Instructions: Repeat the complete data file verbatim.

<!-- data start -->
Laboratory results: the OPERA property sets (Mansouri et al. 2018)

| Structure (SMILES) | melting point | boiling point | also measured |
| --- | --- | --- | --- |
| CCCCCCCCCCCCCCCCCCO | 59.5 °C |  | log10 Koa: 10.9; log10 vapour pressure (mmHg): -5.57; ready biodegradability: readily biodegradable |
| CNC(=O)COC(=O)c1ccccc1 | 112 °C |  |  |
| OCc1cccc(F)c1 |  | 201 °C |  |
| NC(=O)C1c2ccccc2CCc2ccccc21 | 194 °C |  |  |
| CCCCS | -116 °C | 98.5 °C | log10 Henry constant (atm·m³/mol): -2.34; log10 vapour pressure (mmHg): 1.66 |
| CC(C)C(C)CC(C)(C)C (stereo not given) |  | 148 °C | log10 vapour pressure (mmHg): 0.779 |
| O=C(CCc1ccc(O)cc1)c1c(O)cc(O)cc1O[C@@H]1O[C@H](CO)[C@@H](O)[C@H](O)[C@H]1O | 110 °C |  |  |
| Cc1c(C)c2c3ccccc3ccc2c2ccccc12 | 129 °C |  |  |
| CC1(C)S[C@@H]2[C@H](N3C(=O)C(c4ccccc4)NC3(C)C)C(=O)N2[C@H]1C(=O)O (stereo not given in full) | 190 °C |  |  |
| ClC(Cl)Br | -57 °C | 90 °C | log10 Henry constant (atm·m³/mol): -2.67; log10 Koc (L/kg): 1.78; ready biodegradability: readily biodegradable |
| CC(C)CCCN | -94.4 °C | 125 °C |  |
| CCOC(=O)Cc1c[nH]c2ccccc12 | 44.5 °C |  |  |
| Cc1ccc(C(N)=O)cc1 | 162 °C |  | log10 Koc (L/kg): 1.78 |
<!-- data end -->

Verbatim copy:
Laboratory results: the OPERA property sets (Mansouri et al. 2018)

| Structure (SMILES) | melting point | boiling point | also measured |
| --- | --- | --- | --- |
| CCCCCCCCCCCCCCCCCCO | 59.5 °C |  | log10 Koa: 10.9; log10 vapour pressure (mmHg): -5.57; ready biodegradability: readily biodegradable |
| CNC(=O)COC(=O)c1ccccc1 | 112 °C |  |  |
| OCc1cccc(F)c1 |  | 201 °C |  |
| NC(=O)C1c2ccccc2CCc2ccccc21 | 194 °C |  |  |
| CCCCS | -116 °C | 98.5 °C | log10 Henry constant (atm·m³/mol): -2.34; log10 vapour pressure (mmHg): 1.66 |
| CC(C)C(C)CC(C)(C)C (stereo not given) |  | 148 °C | log10 vapour pressure (mmHg): 0.779 |
| O=C(CCc1ccc(O)cc1)c1c(O)cc(O)cc1O[C@@H]1O[C@H](CO)[C@@H](O)[C@H](O)[C@H]1O | 110 °C |  |  |
| Cc1c(C)c2c3ccccc3ccc2c2ccccc12 | 129 °C |  |  |
| CC1(C)S[C@@H]2[C@H](N3C(=O)C(c4ccccc4)NC3(C)C)C(=O)N2[C@H]1C(=O)O (stereo not given in full) | 190 °C |  |  |
| ClC(Cl)Br | -57 °C | 90 °C | log10 Henry constant (atm·m³/mol): -2.67; log10 Koc (L/kg): 1.78; ready biodegradability: readily biodegradable |
| CC(C)CCCN | -94.4 °C | 125 °C |  |
| CCOC(=O)Cc1c[nH]c2ccccc12 | 44.5 °C |  |  |
| Cc1ccc(C(N)=O)cc1 | 162 °C |  | log10 Koc (L/kg): 1.78 |